Next year, General Motors Co. will no longer need an engineer in the front seat babysitting the robot brain that controls its self-driving Chevrolet Bolt. The steering wheel and pedals will be gone, giving total control to the machine.

When GM starts testing its autonomous electric sedan in San Francisco ride-sharing fleets, it’ll likely be the first production-ready car on the roads without the tools to let a human assume control. The announcement Friday is the first sign from a major carmaker that engineers have enough confidence in self-driving cars to let them truly go it alone.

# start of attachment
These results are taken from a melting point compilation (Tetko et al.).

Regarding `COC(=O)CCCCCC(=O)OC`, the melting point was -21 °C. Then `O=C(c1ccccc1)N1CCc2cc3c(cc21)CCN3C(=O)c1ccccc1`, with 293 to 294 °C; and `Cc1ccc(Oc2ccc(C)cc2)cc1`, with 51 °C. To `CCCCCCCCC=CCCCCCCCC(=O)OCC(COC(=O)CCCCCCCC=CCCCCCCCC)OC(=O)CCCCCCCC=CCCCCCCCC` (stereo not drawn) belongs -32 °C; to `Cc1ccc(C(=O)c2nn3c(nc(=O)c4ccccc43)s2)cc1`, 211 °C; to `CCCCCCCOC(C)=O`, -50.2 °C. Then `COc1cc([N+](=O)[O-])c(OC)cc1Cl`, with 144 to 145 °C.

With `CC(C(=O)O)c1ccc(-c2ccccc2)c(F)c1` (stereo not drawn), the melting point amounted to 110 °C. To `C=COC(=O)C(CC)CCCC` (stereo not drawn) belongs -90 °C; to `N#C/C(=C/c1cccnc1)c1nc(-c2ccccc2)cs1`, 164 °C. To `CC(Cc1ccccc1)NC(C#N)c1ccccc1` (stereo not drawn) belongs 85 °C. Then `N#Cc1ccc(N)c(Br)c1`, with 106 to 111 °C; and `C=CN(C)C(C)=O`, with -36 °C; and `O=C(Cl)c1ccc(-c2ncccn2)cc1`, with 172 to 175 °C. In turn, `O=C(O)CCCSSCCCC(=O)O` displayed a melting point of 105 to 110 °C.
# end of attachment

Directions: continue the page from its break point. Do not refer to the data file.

“What’s really special about this is if you look back 20 years from now, it’s the first car without a steering wheel and pedals,” said Kyle Vogt, chief executive officer of Cruise Automation, the San Francisco-based unit developing the software for GM’s self-driving cars. Bloomberg